Prosecutors want $100,000 bond reinstated in Kettering child porn case

Brent Lee Hasseman

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Brent Lee Hasseman

A 52-year-old Kettering man indicted on more than two dozen child pornography-related charges has no bail restrictions as he awaits trial.

The Montgomery County Prosecutor’s Office on Thursday filed a motion asking that the bond and electronic home detention program monitoring for Brent L. Hasseman ordered by Kettering Municipal Court be reinstated, with the conditions that he have no contact with minors and no access to electronic devices.

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Prosecutors say Hasseman — who pleaded not guilty following is March 15 indictment for 15 counts of pandering obscenity involving minor and 15 counts of illegal use of a minor in nudity-oriented material or performance — is a “man of means” who poses a flight risk and faces prison for 15 of the charges, if he is convicted.

More than 50 images and videos allegedly were found on Hasseman’s cellphone of “children involved in sexually oriented and/or obscene behavior,” according to an affidavit. An investigation for the incidents alleged to have happened between March 1 and April 30, 2021, followed a tip sent to the Kettering Police Department from Internet Crimes Against Children.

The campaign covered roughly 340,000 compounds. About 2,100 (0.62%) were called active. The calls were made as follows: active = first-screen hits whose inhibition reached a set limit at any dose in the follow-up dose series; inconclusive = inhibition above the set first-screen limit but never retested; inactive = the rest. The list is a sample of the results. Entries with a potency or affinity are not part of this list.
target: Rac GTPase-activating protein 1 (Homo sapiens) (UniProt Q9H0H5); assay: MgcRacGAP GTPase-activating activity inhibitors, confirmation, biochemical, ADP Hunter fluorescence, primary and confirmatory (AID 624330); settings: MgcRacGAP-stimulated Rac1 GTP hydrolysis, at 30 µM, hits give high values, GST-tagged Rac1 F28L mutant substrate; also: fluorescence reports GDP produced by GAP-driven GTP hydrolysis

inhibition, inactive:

“The victims in the video and photos include children who appear to be as young as one year old,” the motion stated. “The videos and images collected off the defendant’s phone are disturbing and beyond horrific.”

Hasseman was released from the Montgomery County Jail after he posted 10% of his $100,000 bond and was on EHDP monitoring, plus he was not allowed to use social media or electronic devices or have contact with minors. However, during his March 17 arraignment in Montgomery County Common Pleas Court, his bond was changed to allow him to be free on his own recognizance with no electronic monitoring.

Residents have contacted Kettering police to say they were concerned about seeing Hasseman shopping at a local grocery store, according to the motion, which noted that he is allowed to be among the general public because no restrictions are in place.

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“The state has major concerns about the defendant being placed on a (conditional own recognizance) bond where he is free to move throughout the community with no supervision.” the motion stated.

Among reasons for concern are the nature of the charges against the senior manager for a large information technology firm, that he apparently has some wealth and that he recently moved to Ohio from California, where he maintains connections.

“The state believes this makes the defendant a significant flight risk pending the outcome of this case,” the motion stated.

Hasseman’s attorney, Chelsea Panzeca of Bleile & Dawson, did not immediately return a call seeking comment.

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